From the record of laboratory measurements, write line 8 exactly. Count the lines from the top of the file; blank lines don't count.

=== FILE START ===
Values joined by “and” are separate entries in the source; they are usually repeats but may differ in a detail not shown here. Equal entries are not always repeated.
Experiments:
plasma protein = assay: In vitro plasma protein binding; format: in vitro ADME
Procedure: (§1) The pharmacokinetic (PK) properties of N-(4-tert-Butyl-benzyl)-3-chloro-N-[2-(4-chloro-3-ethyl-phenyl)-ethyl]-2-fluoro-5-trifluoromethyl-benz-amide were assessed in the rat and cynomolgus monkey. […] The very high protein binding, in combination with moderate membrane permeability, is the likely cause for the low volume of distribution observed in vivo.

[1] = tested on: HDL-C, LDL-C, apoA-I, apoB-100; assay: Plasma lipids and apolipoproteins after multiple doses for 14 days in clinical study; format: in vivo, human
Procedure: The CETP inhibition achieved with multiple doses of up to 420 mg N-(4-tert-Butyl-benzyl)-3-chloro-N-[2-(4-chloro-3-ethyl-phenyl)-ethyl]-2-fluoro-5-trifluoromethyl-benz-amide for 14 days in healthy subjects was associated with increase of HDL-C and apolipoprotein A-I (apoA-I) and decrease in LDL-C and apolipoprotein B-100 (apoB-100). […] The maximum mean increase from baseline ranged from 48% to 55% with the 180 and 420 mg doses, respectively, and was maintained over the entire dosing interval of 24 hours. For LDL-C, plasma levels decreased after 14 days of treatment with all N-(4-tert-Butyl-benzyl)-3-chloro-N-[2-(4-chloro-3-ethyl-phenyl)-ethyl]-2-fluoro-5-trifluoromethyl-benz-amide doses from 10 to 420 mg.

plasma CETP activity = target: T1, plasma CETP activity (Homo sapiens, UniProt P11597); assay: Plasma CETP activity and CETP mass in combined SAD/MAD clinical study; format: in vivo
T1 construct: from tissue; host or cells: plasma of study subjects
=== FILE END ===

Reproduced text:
T1 construct: from tissue; host or cells: plasma of study subjects